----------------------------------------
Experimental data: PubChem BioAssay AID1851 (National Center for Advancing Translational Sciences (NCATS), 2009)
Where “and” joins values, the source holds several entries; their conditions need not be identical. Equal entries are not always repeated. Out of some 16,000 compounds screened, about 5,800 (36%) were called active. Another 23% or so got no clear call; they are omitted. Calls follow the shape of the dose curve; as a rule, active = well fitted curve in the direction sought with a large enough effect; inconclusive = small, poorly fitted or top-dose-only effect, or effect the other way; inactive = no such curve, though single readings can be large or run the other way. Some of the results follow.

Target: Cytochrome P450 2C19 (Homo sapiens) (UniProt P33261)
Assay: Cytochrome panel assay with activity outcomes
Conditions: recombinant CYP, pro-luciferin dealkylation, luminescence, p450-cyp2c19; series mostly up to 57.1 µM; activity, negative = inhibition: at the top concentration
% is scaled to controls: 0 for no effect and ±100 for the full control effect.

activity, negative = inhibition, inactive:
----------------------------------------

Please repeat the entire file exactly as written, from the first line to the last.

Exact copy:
Experimental data: PubChem BioAssay AID1851 (National Center for Advancing Translational Sciences (NCATS), 2009)
Where “and” joins values, the source holds several entries; their conditions need not be identical. Equal entries are not always repeated. Out of some 16,000 compounds screened, about 5,800 (36%) were called active. Another 23% or so got no clear call; they are omitted. Calls follow the shape of the dose curve; as a rule, active = well fitted curve in the direction sought with a large enough effect; inconclusive = small, poorly fitted or top-dose-only effect, or effect the other way; inactive = no such curve, though single readings can be large or run the other way. Some of the results follow.

Target: Cytochrome P450 2C19 (Homo sapiens) (UniProt P33261)
Assay: Cytochrome panel assay with activity outcomes
Conditions: recombinant CYP, pro-luciferin dealkylation, luminescence, p450-cyp2c19; series mostly up to 57.1 µM; activity, negative = inhibition: at the top concentration
% is scaled to controls: 0 for no effect and ±100 for the full control effect.

activity, negative = inhibition, inactive: